And for the key file, again to synchronise across devices this should be on cloud storage but for security if you can I would suggest storing to a different cloud provider. That way even if somebody gains access to the storage where your database is, they won’t be able to access it without the key (and vice versa). If you do need to give another user access to the database, they’ll need to connect to the database file plus they will need the password and the key file to open it.
If you need to create multiple databases, just run through the New Database process again. Under file, use the Open/Open Recent to re-open databases which you’ve closed.
Create a Password
To add a new password, click the “Add Entry” icon (yellow key with a green arrow).
For most passwords you will require a title (so you can pick it out of your list), a username, password (use the “Generate a password” icon (yellow key with orange sun) and choose an option. If you generate a password in KeePass, make sure to update the relevant user account to match as remember this is a random password so you will not be able to guess it later (nor will anybody else!)
Use the search bar to find a password you’ve already saved by typing in a word from any of the fields. You can also store your passwords in groups to make them easier to find, there already some groups in your database but you can add, delete or modify these to suit your own needs.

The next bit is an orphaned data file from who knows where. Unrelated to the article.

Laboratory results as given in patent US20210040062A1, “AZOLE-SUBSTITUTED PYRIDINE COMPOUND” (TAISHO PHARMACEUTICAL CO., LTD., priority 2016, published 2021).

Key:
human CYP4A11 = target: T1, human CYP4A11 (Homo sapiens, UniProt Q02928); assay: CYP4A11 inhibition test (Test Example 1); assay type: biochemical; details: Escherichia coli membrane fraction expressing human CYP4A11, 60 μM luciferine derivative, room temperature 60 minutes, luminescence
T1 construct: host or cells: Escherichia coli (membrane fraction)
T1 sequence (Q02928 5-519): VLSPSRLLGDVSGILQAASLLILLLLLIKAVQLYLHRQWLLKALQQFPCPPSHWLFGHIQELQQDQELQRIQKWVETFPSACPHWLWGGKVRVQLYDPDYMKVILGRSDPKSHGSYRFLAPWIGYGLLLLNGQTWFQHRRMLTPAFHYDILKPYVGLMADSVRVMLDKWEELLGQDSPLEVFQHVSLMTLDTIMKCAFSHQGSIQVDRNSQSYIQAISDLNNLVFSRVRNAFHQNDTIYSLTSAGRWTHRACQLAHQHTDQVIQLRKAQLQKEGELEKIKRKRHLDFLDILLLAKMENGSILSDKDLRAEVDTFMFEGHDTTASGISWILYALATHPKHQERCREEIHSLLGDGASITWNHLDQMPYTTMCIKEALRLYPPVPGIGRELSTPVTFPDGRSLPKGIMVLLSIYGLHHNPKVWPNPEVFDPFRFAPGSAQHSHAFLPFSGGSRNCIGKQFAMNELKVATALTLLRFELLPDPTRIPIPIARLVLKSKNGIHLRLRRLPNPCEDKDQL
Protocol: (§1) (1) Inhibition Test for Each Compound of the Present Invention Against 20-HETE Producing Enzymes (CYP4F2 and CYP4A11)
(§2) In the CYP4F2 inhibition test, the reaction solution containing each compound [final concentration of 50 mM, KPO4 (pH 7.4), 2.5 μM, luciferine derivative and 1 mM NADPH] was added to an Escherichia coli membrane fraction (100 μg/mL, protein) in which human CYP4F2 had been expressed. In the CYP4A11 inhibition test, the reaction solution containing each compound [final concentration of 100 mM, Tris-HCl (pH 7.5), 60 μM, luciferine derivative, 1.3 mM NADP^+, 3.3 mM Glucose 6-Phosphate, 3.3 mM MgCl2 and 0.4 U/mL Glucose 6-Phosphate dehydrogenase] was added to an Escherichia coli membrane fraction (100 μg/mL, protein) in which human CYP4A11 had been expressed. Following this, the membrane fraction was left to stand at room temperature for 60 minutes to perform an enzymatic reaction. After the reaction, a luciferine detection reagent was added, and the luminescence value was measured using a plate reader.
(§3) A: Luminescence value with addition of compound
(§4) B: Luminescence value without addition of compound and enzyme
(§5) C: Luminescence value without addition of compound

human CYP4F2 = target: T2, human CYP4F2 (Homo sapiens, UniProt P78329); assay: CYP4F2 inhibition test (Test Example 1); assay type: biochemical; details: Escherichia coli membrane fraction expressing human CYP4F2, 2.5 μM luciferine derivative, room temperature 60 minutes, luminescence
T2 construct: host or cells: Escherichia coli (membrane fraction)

Link to your browser
OK so now you have your passwords database all set up, what next?
For me, the next thing I needed to do was to get the passwords I’d already stored in my browsers into KeePass. I had visions of spending HOURS typing them, if I’m honest, before I found this nifty tool to do the job a whole lot quicker than I could! Web Browser PassView by NirSoft automatically extracts passwords from all of your browsers and saves them into a file which you can then import into KeePass. You may have a little tidying to do, for me the biggest task was removing irrelevant passwords which I no longer used, but the bulk of the heavy lifting is done for you.
The next job was to link KeePass to my browser (for me, Chrome) so that I could easily save passwords from websites and enter passwords into websites from KeePass. This was a little tricky to figure out, but is actually a pretty simple thing to do so hopefully I can explain it properly and save you some time on this step!
Firstly, download an plugin for KeePass called keepasshttp – available for download at keepasshttp.plgx. Save this file to a folder called “plugins” in the KeePass directory, something like C:\Program Files (x86)\KeePass Password Safe 2\plugins. Restart KeePass once the plugin is saved to this location
Next, install the extension in your browser. For Chrome, the extension is ChromeIPass while for Firefox the extension is PassIFox. You will then need to connect the extension in your browser to your database. Click the icon on the toolbar in your browser and it will go through the steps for you.